European scientists have set a new record for the most energy generated from nuclear fusion, the latest breakthrough in a decades-long effort to produce energy using the reaction that drives the sun.
A team of researchers from the Eurofusion consortium produced 59 megajoules from a sustained five-second reaction — enough power to boil about 60 kettles — in an experiment at the Joint European Torus facility in Oxford, England.
“These historic results have brought us a huge step closer to overcoming one of the greatest scientific and engineering challenges of all,” said Ian Chapman, chief executive of the UK’s Atomic Energy Authority.
Founded in 1978, JET, a collaboration between EU member states, Switzerland, UK and Ukraine, is the world’s largest, most powerful operational “tokamak” machine. Developed by Soviet scientists in the 1950s, the design uses powerful magnets to hold a plasma of two hydrogen isotopes — deuterium and tritium — in place while heating it to temperatures hotter than the sun so that the atomic nuclei fuse and release energy.
In half a century of experiments around the world, scientists have failed to extract more energy from a fusion reaction than the energy-intensive system uses.
Arthur Turrell, whose book? The star builders The successful test, which more than doubles the previous record of 22 megajoules set by JET in 1997, was a major step forward. “In terms of power, that corresponds to about four wind turbines . † † that approaches the industrial scale”,
Unlike nuclear fission, when atoms are split, fusion does not produce significant radioactive waste. But the biggest challenge to commercializing fusion is how to sustain the reaction and prevent it from dying out.
This meant that sustaining power for five seconds was particularly important, Turrell said. “That may not sound very impressive, but five seconds is an incredibly long time on nuclear time scales,” he said.
The progress made at JET is expected to contribute to future experiments at Iter, the world’s largest nuclear fusion project, currently under construction in France at a cost of more than $20 billion.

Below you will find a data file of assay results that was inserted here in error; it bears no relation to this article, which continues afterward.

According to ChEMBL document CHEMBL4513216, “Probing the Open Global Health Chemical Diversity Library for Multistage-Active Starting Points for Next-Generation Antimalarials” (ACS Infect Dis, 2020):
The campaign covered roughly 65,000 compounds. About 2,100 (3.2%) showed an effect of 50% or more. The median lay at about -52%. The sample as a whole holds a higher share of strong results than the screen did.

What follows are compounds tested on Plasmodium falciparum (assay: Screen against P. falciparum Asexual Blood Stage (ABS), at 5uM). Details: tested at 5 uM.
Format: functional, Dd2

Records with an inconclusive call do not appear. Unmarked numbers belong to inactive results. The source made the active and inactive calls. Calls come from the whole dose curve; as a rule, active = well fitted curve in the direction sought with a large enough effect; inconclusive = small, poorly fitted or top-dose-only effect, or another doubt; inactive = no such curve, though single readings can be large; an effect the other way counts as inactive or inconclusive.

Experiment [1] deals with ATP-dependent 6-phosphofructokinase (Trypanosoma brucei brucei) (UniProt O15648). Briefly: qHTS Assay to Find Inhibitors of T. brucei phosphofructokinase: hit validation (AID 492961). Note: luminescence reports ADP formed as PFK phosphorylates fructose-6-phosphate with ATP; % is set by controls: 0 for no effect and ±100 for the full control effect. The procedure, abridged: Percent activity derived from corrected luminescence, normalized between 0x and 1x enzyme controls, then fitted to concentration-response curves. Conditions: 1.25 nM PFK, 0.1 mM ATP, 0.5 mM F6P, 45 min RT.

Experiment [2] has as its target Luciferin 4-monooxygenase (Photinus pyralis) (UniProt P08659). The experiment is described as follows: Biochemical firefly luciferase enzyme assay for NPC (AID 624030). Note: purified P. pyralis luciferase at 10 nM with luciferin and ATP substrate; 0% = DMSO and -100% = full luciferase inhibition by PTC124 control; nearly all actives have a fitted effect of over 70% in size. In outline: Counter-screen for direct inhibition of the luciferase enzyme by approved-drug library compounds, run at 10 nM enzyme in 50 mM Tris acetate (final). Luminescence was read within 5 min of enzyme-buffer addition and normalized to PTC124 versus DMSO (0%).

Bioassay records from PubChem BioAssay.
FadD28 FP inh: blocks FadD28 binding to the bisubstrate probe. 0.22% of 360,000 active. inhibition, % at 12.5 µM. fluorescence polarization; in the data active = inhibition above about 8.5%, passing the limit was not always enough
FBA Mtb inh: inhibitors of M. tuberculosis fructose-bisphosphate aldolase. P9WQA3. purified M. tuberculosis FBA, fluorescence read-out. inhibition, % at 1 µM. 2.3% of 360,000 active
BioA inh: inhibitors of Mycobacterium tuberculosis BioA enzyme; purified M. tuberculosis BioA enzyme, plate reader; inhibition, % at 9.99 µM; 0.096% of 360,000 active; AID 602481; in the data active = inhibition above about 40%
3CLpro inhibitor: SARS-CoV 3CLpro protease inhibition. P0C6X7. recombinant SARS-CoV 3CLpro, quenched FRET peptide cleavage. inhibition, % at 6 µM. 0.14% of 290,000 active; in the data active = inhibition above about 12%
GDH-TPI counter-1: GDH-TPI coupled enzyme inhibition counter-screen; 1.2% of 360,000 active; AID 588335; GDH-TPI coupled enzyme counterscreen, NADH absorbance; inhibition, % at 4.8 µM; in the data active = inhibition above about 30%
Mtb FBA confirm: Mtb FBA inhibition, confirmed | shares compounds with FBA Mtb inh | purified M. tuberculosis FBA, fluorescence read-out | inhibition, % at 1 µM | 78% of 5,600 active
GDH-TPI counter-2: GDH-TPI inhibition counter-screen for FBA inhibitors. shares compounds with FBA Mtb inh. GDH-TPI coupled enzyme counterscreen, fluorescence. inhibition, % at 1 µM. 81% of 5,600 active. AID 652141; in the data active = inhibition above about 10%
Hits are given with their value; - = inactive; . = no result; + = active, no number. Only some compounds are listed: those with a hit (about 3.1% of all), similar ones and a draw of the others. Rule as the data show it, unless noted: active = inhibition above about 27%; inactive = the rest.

“If we can hold fusion for five seconds, we can do it for five minutes and then five hours as we scale our operations in future machines,” said Tony Donné, head of the Eurofusion consortium that led the experiment.
Fusion energy has seen many skeptics of how long it has taken to make progress, but its promise as a tool to combat climate change has sparked increased interest in the past decade.
Fusion energy would emit no greenhouse gases and supplies of chemical inputs are essentially inexhaustible. There is about 5 g of deuterium in each tub of seawater, and while tritium is less accessible, it can be extracted from the common metal lithium, or generated in the reaction itself. A small glass of fuel could theoretically power a house for hundreds of years.
JET and Iter are two of several major government-funded fusion projects around the world, but private sector money has also poured into fusion energy start-ups. Total private sector funding had reached more than $3 billion by the end of 2021, with some of the firms aiming to deliver commercial strength by the 2030s.
George Freeman, the UK’s Science, Research and Innovation Minister, said the UK is committed to helping fusion energy succeed. “We are committed to making sure we include it in our energy mix and make it clear to the energy sector that this technology is coming.”